Mendenhall Glacier isn’t the only thing that’s cool
about Alaska’s state capital.
Flying in to Juneau, you can understand why no highways lead to this seaport. Who could carve a track through the glaciers, fjords, wetlands, and rain forest of southeast Alaska? In fact, why would anyone build a town here in the first place?
Gold, of course. Led by Tlingit Chief Kowee, prospectors Richard Harris and Joe Juneau found gold here in 1880, igniting Alaska's first rush. By 1900 Juneau was thriving; in 1906 it became the territory's capital. Gold mines in the surrounding hills flourished into the 1940s. Today, this city of more than 30,000 makes its living from fishing, government, and tourism.
At 3,255 square miles, Juneau is about as large as Delaware plus Rhode Island, but its downtown, squeezed between the water and 3,819-foot Mount Roberts, is compact—good for walkers, even when cruise ship passengers flood the sidewalks.
A great way to start a day of sightseeing is with buttermilk bread pudding and coffee at the Silverbow Bakery. Maps for walking tours are available at Centennial Hall on Egan Drive to help you plot your itinerary. To learn about eagles and Alaskan Native culture, head to the Alaska State Museum. Then stop at the nearby Juneau-Douglas City Museum to bone up on the capital's history as a mining town and government seat.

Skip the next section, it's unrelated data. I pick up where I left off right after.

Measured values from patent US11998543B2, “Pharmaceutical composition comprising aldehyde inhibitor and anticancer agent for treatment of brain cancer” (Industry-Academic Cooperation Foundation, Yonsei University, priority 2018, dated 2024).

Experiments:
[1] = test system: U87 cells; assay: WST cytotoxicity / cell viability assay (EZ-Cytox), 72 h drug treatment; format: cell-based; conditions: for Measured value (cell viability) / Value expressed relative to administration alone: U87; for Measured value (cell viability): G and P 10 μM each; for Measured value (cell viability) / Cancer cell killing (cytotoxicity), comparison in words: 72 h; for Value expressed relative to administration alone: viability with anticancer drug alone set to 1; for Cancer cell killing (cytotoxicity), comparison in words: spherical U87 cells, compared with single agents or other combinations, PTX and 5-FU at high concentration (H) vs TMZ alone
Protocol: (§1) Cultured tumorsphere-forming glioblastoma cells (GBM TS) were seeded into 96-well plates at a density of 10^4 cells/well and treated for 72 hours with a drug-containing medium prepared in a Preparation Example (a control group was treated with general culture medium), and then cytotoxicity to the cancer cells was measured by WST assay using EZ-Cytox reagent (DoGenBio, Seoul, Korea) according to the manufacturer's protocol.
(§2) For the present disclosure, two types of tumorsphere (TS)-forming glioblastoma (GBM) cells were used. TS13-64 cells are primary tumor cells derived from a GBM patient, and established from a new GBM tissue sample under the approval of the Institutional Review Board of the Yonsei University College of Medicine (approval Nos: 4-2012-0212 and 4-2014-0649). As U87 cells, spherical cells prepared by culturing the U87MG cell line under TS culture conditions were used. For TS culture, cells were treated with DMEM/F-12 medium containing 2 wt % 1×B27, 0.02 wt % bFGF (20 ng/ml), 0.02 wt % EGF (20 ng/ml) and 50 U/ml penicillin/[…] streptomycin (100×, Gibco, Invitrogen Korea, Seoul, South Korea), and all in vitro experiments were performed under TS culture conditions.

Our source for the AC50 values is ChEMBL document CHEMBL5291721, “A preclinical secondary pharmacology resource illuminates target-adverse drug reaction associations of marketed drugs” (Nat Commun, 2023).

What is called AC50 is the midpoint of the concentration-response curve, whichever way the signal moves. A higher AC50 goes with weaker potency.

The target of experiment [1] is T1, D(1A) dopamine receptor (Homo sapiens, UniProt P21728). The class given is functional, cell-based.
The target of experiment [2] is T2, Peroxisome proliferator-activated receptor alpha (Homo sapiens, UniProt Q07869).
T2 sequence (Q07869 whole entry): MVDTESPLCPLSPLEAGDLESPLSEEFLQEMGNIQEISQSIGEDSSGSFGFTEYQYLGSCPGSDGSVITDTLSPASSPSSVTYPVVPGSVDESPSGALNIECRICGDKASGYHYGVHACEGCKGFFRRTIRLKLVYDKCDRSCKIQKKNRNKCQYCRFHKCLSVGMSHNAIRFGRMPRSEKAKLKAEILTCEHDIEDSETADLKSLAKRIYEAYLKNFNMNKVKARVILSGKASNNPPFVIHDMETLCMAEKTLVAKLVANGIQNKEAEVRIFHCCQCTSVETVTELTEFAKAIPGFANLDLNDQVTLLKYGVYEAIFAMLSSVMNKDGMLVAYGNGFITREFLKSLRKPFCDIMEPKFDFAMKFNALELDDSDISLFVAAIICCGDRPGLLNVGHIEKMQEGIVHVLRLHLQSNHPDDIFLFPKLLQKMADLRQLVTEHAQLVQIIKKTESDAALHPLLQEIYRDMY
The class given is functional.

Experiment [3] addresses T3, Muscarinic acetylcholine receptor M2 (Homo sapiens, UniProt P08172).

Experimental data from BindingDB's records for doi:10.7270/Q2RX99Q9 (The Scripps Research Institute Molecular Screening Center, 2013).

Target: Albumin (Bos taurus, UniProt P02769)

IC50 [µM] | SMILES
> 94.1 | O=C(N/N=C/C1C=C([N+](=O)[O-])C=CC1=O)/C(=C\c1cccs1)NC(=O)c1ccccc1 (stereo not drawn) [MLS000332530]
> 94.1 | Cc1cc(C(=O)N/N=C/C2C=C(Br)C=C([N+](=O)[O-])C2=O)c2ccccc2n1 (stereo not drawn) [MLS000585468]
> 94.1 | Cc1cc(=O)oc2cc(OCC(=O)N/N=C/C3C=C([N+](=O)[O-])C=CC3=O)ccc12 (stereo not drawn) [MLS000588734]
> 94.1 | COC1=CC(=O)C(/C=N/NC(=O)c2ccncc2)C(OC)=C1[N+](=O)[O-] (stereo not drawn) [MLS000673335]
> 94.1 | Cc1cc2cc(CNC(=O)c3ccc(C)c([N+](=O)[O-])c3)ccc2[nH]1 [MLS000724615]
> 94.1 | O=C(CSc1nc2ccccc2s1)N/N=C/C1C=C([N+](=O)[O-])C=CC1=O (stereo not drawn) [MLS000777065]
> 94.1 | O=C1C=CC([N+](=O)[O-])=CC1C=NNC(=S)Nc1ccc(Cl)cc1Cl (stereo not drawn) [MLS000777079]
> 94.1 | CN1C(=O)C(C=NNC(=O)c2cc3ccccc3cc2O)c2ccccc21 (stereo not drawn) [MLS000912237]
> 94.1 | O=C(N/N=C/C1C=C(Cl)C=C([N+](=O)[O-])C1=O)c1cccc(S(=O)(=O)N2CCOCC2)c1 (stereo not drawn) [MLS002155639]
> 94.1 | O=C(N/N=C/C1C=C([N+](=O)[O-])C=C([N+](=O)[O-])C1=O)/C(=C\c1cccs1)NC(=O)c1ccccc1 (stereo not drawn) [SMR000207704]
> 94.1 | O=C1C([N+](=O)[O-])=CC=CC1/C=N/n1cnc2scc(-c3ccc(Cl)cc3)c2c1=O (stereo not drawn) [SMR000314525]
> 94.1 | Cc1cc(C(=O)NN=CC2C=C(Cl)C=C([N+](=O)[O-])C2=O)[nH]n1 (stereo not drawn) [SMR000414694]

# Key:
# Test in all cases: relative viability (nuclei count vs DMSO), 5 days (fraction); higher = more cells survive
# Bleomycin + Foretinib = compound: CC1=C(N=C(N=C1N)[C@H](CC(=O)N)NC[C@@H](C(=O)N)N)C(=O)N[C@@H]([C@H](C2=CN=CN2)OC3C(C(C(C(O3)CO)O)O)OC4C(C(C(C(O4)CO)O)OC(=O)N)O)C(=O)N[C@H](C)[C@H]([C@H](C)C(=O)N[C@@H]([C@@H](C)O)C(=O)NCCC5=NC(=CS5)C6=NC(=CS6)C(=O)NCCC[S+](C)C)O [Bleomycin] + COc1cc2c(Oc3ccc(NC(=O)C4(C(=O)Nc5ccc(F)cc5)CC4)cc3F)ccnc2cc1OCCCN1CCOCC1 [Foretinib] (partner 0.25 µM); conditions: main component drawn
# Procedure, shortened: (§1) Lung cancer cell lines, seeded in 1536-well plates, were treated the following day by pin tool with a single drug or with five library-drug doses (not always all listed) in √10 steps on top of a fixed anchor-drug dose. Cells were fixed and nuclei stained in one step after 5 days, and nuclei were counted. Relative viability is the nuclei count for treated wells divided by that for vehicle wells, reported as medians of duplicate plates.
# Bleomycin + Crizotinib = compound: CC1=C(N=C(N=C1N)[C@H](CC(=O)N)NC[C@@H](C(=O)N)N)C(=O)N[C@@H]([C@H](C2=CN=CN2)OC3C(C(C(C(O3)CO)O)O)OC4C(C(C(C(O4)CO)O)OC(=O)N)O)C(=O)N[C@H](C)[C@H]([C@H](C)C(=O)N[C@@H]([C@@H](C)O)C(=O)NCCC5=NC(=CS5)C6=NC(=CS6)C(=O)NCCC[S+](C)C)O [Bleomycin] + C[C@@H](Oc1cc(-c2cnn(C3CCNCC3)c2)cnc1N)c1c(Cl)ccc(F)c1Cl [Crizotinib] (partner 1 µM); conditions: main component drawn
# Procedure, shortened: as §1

Hop a helicopter for dazzling views of the Juneau Icefield. Then land on Mendenhall Glacier and take a guided walk past towers of blue ice and gushing streams. Boots and crampons provided. NorthStar Trekking, (907) 790-4530.
Free summer walking tours will take you inside the state legislative chambers, or you can explore the capitol building's art and old photos on your own. Afterward, meander through the streets, past old miners' cabins and up steep hills where the bosses lived. At Fifth and Gold the octagonal St. Nicholas Russian Orthodox Church, built by Tlingits and Serbian miners in 1894, shows off its crisp blue-and-white facade.
A sweet surprise for hikers: The path to Mount Roberts starts at the end of Sixth Street. A tram will save you the walk, lifting you to a restaurant at 1,800 feet that offers riveting views.
The enormous face of Mendenhall Glacier is just a 13-mile bus or cab ride from downtown. At the visitor center you'll see how glaciers transform a landscape. Easy trails lead to vista points and creeks where salmon spawn. On the way back into town, a stop at the all-you-can-eat Gold Creek Salmon Bake makes a fitting conclusion to a Juneau day.
Photography byby Rolf Hicker/Accent Alaska
This article was first published in May 2008. Some facts may have aged gracelessly. Please call ahead to verify information.